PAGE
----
Picard makes his frustration evident, claiming that the Settlement is "nothing less than an out and out assault on this Court's jurisdiction over the BLMIS estate and the equitable distribution scheme put into place by this Court and affirmed by the Second Circuit."  No doubt aware of the ramifications of the settlement, the NYAG resisted efforts by Picard's office to obtain a copy of the settlement agreement despite lengthy negotiations that included a proposed confidentiality agreement, eventually deeming the request as "premature."  

The focal point of Picard's argument appeals to the Bankruptcy Court's exclusive jurisdiction under the Bankruptcy Code to institute actions and recover assets for the benefit of Madoff's victims.  Allowing the Settlement would not only undermine the Court's jurisdiction, argues Picard, but would also circumvent the claims process overseen by Picard.  This exclusive jurisdiction includes an automatic stay provision under 11 U.S.C. 362(a), which prevents third-parties from interfering with the trustee's exclusive right to seek recovery of fraudulently transferred property of the bankruptcy debtor. 

Under the Bankruptcy Code, a trustee is permitted to institute "avoidance actions" to recover transfers made by the debtor to outside parties within time periods statutorily imposed by state and federal law.  The Bankruptcy Code permits the recovery of these "fraudulent transfers", as they are known, made within two years of the bankruptcy petition date, while New York State law allows recovery for transfers made within six years of the petition date.  Because most, if not all, of the funds held by the Hedge Funds consist of fraudulent transfers from Madoff, Picard argues that the funds rightfully belong to the bankruptcy estate.  According to Picard, "The recovery of these amounts by the NYAG would significantly reduce the Merkin Defendants’ assets, and possibly exhaust available liquid assets, rendering any victory by the Trustee in his litigation pyrrhic." 

Picard is seeking a declaration that the Settlement violates the automatic stay provision, as well as injunctive relief prohibiting the payment of funds to satisfy the Settlement or institution of any claims process by the NYAG. 

A copy of the Complaint is here.

Previous coverage of the Settlement is here.


Miami Federal Judge Sanctions TD Bank, Law Firm for "Simply Incredible" Discovery Errors During Rothstein Trial

A Florida federal court judge imposed sanctions against TD Bank and its law firm, Greenberg Traurig, for "willfully" hindering and obfuscating the production of evidence that painted a much more culpable role of TD Bank in Scott Rothstein's $1.2 billion Ponzi scheme.  The order by United States District Judge Martha G. Cooke comes after the successful attempt by a Rothstein investor, Coquina Investments, to hold TD Bank liable for its participation in Rothstein's fraud.  A federal jury deliberated for four hours in January 2012 before rendering a $67 million verdict against TD Bank, including the imposition of punitive damages.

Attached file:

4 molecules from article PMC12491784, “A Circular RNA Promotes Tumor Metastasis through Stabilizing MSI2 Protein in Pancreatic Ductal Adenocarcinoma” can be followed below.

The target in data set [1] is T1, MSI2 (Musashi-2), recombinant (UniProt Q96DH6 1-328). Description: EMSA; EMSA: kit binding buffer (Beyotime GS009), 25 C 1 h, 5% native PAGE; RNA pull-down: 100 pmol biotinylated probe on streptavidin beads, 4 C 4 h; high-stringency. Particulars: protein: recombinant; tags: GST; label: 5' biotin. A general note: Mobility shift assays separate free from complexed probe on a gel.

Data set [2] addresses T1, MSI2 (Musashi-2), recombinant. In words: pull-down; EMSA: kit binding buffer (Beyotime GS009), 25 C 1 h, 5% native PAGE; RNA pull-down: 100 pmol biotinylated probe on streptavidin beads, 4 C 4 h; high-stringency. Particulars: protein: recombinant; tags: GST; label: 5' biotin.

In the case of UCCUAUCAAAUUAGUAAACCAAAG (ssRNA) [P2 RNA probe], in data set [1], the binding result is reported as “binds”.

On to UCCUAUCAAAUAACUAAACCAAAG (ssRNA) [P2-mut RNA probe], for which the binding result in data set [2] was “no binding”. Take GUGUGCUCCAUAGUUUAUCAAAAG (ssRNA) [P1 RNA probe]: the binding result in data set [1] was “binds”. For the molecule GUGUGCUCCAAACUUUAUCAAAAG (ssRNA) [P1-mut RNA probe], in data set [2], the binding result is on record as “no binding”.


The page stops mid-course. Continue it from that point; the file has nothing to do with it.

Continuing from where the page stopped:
The dispute arose concerning the sufficiency of TD Bank's participation in discovery, the court-supervised exchange of information in a lawsuit.  One of Coquina's central contentions was that TD Bank knew that Rothstein was a high-risk customer, but ignored the warning signs associated with the fraud in favor of the lucrative relationship it had with Rothstein.  During the trial, TD Bank maintained that it had not designated Rothstein as a "High Risk" customer, which would have required enhanced due diligence by the bank including robust monitoring and scrutiny.  In support, TD Bank offered Rothstein's Customer Due Diligence Form into evidence, which did not contain any indication that Rothstein was considered a high-risk customer.  This distinction was emphasized by the bank's testifying expert, and played a key role in its defense.  Many observed that the jury award could have been much higher had Rothstein indeed been a high-risk customer.

Coquina's attorney, David Mandel of Mandel & Mandel, is also representing another Rothstein victim in a related trial against TD Bank.  That case, Emess Capital v. TD Bank, not only features the same charges pursued by Coquina, but also possible treble damages under the Racketeering Influenced and Corrupt Organizations Act (RICO).  RICO was originally used primarily against organized crime defendants, but has recently been used to target white collar crime.  During ongoing discovery in that case, Mandel's team discovered that TD Bank had produced Rothstein's Customer Due Diligence Form, the same one it produced in the Coquina trial, albeit with an important distinction - the newly-produced Form had a bright red band at the top that read "HIGH RISK".  According to Mandel, "the “HIGH RISK” designation appears to have been blacked out and omitted from" the form produced in the Coquina trial.  A comparison of the documents is helpful:

Attacking the previously-produced form as a "sanitized" version of the document, Coquina sought sanctions against TD Bank and Greenberg Traurig ("Greenberg"), seeking:
  1. sanctions as determined by the Court;
  2. the referral of TD Bank to the United States Attorney's Office for possible obstruction of justice charges; and
  3. referral of defense counsel to the Florida Bar for an investigation into their role, if any.
Coquina also alleged that documents known as "Standard Investigative Protocols" were withheld from it, produced several months after the verdict was reached.  The documents had been hotly contested during trial and the subject of at least one motion for sanctions.  Judge Cooke held several days of hearings that featured testimony from TD Bank employees and several of the Greenberg attorneys involved (TD Bank ceased using Greenberg after the verdict).  Mandel scoffed at the insinuation that the omission of the "high-risk" denotation was a copying error, stressing that the multiple errors were not "a series of coincidences", but instead "Rambo litigation tactics."